Majority of Scottish doctors believe NHS staffing levels are 'unsafe'

Staff numbers in the NHS are said to be “dangerously low” according to the BMA.

Doctors in Scotland are “stretching themselves to breaking point” after a snap survey revealed 80% believe staffing levels are unsafe.

Dr Iain Kennedy, chairman of the British Medical Association (BMA) Scotland, voiced concern at the “dangerously low” staff numbers in the NHS as he urged ministers to “act urgently”.

Of the 610 respondents to the survey, just 1% said they feel their department is well-staffed beyond safe levels.

Forty-nine per cent said staffing levels among doctors and their wider support teams are sometimes unsafe, while 31% said that is the case on a regular basis.

The snap survey, which was sent to around 16,000 BMA Scotland members, also found 62% are worried there will not be enough doctors to meet patient demand this winter.

Seventy-two per cent feel medical staffing has worsened compared to the previous two years, while 83% do not believe there is a proper plan in place to improve recruitment and retention.

Dr Kennedy said the Scottish Government must publish its medical workforce projection strategy, which has been delayed for almost one year.

He said: “Both medical and wider staffing in Scotland’s NHS are at dangerously low levels.

“Now is not the time for platitudes or to tell us that we are at a record high in terms of doctors, because it simply will not wash with the profession who are stretching themselves to breaking point, risking harm to themselves, in a bid to provide the level of care the people of Scotland need and deserve.”

He said he is “deeply concerned” by the survey responses, with one doctor stating anonymously: “Every week is starting to feel like working in a war zone. This is only going to get worse as the winter progresses.”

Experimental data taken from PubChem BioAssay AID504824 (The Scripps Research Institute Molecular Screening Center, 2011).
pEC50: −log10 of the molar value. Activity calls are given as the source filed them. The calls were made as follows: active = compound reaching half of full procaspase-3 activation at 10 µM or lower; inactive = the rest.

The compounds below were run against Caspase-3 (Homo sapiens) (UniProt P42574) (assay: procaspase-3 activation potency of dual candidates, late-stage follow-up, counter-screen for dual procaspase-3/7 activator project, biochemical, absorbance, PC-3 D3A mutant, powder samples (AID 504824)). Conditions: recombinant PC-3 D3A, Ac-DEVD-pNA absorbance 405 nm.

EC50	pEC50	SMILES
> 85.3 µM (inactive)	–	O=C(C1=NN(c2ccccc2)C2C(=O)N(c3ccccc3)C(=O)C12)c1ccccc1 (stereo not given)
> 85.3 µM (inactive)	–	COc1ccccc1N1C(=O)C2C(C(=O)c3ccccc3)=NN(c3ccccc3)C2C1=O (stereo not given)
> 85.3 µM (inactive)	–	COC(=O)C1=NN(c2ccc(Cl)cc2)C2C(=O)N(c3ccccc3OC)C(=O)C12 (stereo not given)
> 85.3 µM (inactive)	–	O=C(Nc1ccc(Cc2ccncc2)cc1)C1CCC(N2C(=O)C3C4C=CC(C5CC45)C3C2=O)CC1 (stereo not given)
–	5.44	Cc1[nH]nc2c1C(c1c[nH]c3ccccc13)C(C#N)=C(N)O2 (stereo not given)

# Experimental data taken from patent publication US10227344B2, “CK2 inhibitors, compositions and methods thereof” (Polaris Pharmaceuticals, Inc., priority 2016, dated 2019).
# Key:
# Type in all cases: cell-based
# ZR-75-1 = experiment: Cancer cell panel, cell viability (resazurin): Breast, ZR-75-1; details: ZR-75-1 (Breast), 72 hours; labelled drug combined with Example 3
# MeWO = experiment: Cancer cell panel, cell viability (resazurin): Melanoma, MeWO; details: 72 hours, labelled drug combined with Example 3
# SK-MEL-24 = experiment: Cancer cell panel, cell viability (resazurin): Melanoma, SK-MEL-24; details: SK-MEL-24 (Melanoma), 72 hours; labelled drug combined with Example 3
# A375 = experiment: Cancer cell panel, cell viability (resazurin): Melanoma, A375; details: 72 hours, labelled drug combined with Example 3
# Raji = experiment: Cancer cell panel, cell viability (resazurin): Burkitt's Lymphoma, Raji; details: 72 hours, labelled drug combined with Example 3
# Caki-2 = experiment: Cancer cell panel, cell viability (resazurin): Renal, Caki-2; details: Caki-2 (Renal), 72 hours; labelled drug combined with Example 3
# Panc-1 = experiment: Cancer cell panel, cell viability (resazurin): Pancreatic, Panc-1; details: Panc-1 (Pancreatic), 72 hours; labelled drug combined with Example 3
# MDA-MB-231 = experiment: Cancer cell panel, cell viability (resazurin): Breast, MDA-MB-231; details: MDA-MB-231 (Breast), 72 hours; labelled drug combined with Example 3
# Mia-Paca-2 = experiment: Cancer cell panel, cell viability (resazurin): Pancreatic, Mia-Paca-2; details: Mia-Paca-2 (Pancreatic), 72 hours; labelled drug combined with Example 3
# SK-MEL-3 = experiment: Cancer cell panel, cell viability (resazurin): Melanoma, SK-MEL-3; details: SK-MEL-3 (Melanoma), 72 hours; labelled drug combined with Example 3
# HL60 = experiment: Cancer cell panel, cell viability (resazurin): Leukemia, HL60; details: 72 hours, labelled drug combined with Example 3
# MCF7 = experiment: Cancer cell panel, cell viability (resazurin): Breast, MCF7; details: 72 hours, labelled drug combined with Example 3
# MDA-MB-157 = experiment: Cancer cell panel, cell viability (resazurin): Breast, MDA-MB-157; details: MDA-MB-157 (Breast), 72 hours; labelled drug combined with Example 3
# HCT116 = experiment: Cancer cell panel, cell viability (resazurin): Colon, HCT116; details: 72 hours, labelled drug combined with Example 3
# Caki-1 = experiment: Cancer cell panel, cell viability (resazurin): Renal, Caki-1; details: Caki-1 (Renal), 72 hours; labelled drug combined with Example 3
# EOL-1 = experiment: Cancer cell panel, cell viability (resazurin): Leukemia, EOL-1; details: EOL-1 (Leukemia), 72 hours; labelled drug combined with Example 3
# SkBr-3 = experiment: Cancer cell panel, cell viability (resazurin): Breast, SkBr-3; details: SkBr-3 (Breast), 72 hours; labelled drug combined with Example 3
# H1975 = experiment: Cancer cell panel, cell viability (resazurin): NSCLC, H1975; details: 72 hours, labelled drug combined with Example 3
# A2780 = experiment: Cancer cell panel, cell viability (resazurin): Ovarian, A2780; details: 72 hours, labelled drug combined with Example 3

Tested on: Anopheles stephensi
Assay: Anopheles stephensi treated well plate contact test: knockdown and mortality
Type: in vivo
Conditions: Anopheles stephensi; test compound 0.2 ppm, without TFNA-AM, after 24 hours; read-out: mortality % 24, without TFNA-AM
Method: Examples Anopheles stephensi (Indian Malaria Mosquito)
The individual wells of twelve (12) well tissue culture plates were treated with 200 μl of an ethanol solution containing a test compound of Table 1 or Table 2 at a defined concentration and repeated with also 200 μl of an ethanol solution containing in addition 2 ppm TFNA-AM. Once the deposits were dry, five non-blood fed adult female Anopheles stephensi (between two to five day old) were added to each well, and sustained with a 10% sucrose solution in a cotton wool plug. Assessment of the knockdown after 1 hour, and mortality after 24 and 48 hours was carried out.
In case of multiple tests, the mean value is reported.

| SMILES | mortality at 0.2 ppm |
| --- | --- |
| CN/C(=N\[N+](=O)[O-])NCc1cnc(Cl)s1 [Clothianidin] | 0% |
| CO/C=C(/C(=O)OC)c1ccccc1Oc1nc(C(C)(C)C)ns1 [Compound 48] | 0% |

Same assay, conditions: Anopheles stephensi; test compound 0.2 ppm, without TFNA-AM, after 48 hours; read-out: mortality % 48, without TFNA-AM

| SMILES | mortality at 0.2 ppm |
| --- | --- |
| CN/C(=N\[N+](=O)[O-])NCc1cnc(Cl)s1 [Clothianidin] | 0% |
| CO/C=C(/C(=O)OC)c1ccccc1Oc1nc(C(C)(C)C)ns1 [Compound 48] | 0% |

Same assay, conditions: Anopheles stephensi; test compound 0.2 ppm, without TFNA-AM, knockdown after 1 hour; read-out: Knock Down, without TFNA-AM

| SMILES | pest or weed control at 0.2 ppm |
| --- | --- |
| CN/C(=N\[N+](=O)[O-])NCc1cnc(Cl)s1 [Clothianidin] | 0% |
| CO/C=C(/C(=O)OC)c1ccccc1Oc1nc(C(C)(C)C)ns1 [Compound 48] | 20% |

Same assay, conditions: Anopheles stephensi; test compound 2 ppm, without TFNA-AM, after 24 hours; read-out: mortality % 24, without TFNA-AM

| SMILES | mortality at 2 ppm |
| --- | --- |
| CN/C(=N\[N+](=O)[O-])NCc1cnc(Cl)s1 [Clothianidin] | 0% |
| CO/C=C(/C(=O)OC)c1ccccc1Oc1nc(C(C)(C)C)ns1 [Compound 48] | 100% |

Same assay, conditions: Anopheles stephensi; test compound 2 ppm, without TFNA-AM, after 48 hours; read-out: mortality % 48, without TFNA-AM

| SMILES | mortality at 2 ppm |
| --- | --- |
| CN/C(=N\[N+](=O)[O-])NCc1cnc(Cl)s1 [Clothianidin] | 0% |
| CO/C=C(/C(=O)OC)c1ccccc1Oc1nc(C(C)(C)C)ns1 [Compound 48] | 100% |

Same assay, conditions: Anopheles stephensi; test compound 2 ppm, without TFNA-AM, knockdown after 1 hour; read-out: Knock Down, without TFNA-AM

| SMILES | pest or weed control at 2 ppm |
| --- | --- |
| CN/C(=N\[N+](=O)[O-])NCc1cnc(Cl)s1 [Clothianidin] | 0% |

Dr Kennedy added: “If the Scottish Government will not heed BMA Scotland’s warnings, I implore ministers and their staff to listen to Scotland’s doctors.”

He said overall whole-time equivalent GP numbers have fallen by more than 5% in 10 years, and consultant vacancies increased by more than 11% in the last year.

The Scottish Government are being urged to “listen to the doctors of Scotland.”

He urged ministers to “wake up” to the crisis.

“If I have one wish for 2024 it is this – and I direct this at the Scottish Government in the main – listen to the doctors of Scotland, but don’t just listen,” he said.

“Act, and act urgently. Please. For the future survival of Scotland’s NHS and the patients who rely upon it.

“It is only by solving the medical workforce crisis that you can even think about making progress in other areas, like cutting waiting lists. It is non-negotiable.”

A Scottish Government spokesperson said: “NHS Scotland staffing is at record levels, bolstered by our investment since autumn 2021 of some £18 million to recruit 1,250 nurses, midwives and allied health professionals from overseas by the end of this financial year.

“This week’s Scottish Budget increases health spending by more than half a billion, underlining the need for those with the broadest shoulders to pay a little more to invest in public services.

“We are committed to growing our medical training pipeline, and to do so we have increased the number of available medical school places at Scottish universities by 67% (569 places) since 2016 to a record high of 1,417 for 23/24.

“Record levels of investment will also see an additional 153 trainee doctor posts created next year in what will be the largest annual expansion on record, following on from the 152 extra posts created in 2023.

“We have significantly expanded the multi-disciplinary primary care workforce, with total staff of 4,731 whole-time equivalent working in multidisciplinary team services, including physiotherapy, pharmacy and phlebotomy at March 2023 and we are supporting development of these teams through investment of £190 million in 2023-24 through the Primary Care Improvement Fund.

“We are incredibly thankful to the NHS workforce for the vital service they provide and we know they face continued pressure.”

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